Despite the scare of Brittany’s crash it was a really great day.  The trails are in great shape, the company was great, the weather was great, and the length was just right to fit into a late summer day!  Thanks everybody!

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Conway Peak

Date: Sept 13, 2014

Participants: Jean-Michel, Julie, Geoff Zenger

Difficulty: 2

Report: Originally intended as an overnight BCMC trip to Stoyoma Mountain and Mount Hewitt Bostock in the northern Coquihalla region, a change of plans and need to be back in Vancouver on Sunday meant that the trip had to be shortened to a day trip.  Opting against driving all the way through Merritt for a day trip, we changed our minds in Chilliwack and headed up Conway Peak, the southernmost peak in the Cheam range.

The road up to Jones Lake and then to the trailhead is in decent shape right now, but definitely requires a 4×4 HC vehicle.  We arrived at the trailhead at around 10 and started our way up the trail at about a quarter past, making our way up the switchbacks on an old road.  The road here is quite overgrown in places, but easy to follow, although we missed the 4th switchback and instead of making the turn right before a creek crossing, we hopped across the creek and continued about 15 minutes right to the end of some even older spur, wasting a good half hour of our time.

Once back across the creek where the switchback should’ve been it was easy to see where the right way to go was, and a few minutes later we entered the old growth forest to follow the old Lucky Four Trail up to Mile High Camp.  This trail is in great condition and is very pleasant.  Just before 1 o’clock we found ourselves getting hungry and decided to stop at the next knoll, and were happy to find that it was indeed the famed mile high camp!  It’d be a great spot to camp with fantastic views all around, although I personally wouldn’t really want to lug an overnight pack all the way up there…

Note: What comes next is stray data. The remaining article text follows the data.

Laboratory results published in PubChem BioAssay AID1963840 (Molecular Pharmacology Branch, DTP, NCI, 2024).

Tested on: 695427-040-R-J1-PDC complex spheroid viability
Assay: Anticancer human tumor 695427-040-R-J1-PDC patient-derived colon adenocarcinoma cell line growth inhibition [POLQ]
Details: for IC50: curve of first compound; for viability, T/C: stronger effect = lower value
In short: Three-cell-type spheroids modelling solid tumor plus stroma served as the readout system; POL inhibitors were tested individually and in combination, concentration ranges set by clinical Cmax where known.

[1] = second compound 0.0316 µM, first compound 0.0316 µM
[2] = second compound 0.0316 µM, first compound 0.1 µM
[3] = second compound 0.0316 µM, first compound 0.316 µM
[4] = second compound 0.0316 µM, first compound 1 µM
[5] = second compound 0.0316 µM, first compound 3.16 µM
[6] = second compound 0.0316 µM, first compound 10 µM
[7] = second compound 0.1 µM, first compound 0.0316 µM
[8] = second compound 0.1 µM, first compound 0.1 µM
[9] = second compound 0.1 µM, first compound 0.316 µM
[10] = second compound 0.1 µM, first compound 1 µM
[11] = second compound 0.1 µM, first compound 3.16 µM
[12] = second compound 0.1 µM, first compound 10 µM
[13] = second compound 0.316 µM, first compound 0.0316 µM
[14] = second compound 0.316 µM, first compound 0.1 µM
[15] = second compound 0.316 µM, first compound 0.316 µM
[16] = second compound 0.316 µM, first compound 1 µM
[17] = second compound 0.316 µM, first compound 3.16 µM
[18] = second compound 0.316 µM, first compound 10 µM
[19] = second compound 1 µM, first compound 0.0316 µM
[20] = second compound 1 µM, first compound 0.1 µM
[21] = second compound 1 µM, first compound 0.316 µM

We left the camp at 1:35, and from here the route up Conway is really nice over open heather and rock slopes, and it was easy and fun to make it up to the summit, which we reached at 2:20, 45 minutes after leaving the camp.  Total ascent time, 4 hours, including 35 minutes at mile high camp and 30 minutes on the wrong road.

We had lucked out and had amazing fall weather on the summit, warm, sunny, and clear.  We dozed off for a while, took group shots, gazed at the huge north faces of Foley and Welch, and identified peaks south of the border for nearly an hour before starting back down.

The descent was quick and uneventful and took under 2.5 hours to complete.  Total round trip time was around 7.5 hours.  In all, Conway Peak greatly exceeded my expectations and is a really nice hiking peak that doesn’t see the popularity it deserves.  Great views, nice trail (minus the bottom bit), close to Vancouver.  Recommended!